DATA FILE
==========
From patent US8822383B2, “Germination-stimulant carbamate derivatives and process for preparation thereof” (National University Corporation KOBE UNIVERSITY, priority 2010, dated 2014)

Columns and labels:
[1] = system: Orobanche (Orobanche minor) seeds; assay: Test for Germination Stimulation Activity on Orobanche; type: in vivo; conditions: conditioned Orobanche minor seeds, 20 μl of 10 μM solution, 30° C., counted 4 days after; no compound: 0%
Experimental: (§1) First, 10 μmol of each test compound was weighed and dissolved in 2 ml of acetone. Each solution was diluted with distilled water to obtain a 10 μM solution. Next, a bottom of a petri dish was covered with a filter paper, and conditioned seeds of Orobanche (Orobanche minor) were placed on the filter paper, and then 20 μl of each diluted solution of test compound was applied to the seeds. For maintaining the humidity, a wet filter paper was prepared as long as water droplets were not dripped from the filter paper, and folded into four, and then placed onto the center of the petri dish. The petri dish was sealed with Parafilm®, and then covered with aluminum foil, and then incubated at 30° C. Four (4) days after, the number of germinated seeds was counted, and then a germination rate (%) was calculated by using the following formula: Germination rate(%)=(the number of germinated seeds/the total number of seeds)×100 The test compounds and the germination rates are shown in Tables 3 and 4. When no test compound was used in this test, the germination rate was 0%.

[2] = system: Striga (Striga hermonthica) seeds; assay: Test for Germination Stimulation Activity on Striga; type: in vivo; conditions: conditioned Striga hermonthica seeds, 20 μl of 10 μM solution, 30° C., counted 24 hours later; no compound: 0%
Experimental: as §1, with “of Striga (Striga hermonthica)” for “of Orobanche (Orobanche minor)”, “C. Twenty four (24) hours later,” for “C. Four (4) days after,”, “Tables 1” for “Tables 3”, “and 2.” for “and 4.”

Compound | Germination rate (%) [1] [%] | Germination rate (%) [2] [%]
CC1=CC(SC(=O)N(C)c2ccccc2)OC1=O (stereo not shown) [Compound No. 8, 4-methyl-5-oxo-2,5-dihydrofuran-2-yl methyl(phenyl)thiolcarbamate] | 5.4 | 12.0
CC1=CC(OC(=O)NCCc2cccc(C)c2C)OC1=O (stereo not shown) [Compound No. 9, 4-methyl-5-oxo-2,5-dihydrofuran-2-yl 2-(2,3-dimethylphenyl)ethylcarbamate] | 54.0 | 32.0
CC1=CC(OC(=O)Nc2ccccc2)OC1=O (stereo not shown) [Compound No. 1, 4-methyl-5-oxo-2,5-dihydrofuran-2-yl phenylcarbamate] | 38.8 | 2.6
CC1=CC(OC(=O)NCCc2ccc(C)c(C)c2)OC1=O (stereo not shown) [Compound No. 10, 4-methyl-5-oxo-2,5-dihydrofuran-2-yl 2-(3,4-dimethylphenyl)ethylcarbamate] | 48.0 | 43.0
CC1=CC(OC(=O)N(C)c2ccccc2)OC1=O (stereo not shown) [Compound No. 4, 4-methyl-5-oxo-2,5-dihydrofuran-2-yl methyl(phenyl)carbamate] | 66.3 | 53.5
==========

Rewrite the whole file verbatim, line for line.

From patent US8822383B2, “Germination-stimulant carbamate derivatives and process for preparation thereof” (National University Corporation KOBE UNIVERSITY, priority 2010, dated 2014)

Columns and labels:
[1] = system: Orobanche (Orobanche minor) seeds; assay: Test for Germination Stimulation Activity on Orobanche; type: in vivo; conditions: conditioned Orobanche minor seeds, 20 μl of 10 μM solution, 30° C., counted 4 days after; no compound: 0%
Experimental: (§1) First, 10 μmol of each test compound was weighed and dissolved in 2 ml of acetone. Each solution was diluted with distilled water to obtain a 10 μM solution. Next, a bottom of a petri dish was covered with a filter paper, and conditioned seeds of Orobanche (Orobanche minor) were placed on the filter paper, and then 20 μl of each diluted solution of test compound was applied to the seeds. For maintaining the humidity, a wet filter paper was prepared as long as water droplets were not dripped from the filter paper, and folded into four, and then placed onto the center of the petri dish. The petri dish was sealed with Parafilm®, and then covered with aluminum foil, and then incubated at 30° C. Four (4) days after, the number of germinated seeds was counted, and then a germination rate (%) was calculated by using the following formula: Germination rate(%)=(the number of germinated seeds/the total number of seeds)×100 The test compounds and the germination rates are shown in Tables 3 and 4. When no test compound was used in this test, the germination rate was 0%.

[2] = system: Striga (Striga hermonthica) seeds; assay: Test for Germination Stimulation Activity on Striga; type: in vivo; conditions: conditioned Striga hermonthica seeds, 20 μl of 10 μM solution, 30° C., counted 24 hours later; no compound: 0%
Experimental: as §1, with “of Striga (Striga hermonthica)” for “of Orobanche (Orobanche minor)”, “C. Twenty four (24) hours later,” for “C. Four (4) days after,”, “Tables 1” for “Tables 3”, “and 2.” for “and 4.”

Compound | Germination rate (%) [1] [%] | Germination rate (%) [2] [%]
CC1=CC(SC(=O)N(C)c2ccccc2)OC1=O (stereo not shown) [Compound No. 8, 4-methyl-5-oxo-2,5-dihydrofuran-2-yl methyl(phenyl)thiolcarbamate] | 5.4 | 12.0
CC1=CC(OC(=O)NCCc2cccc(C)c2C)OC1=O (stereo not shown) [Compound No. 9, 4-methyl-5-oxo-2,5-dihydrofuran-2-yl 2-(2,3-dimethylphenyl)ethylcarbamate] | 54.0 | 32.0
CC1=CC(OC(=O)Nc2ccccc2)OC1=O (stereo not shown) [Compound No. 1, 4-methyl-5-oxo-2,5-dihydrofuran-2-yl phenylcarbamate] | 38.8 | 2.6
CC1=CC(OC(=O)NCCc2ccc(C)c(C)c2)OC1=O (stereo not shown) [Compound No. 10, 4-methyl-5-oxo-2,5-dihydrofuran-2-yl 2-(3,4-dimethylphenyl)ethylcarbamate] | 48.0 | 43.0
CC1=CC(OC(=O)N(C)c2ccccc2)OC1=O (stereo not shown) [Compound No. 4, 4-methyl-5-oxo-2,5-dihydrofuran-2-yl methyl(phenyl)carbamate] | 66.3 | 53.5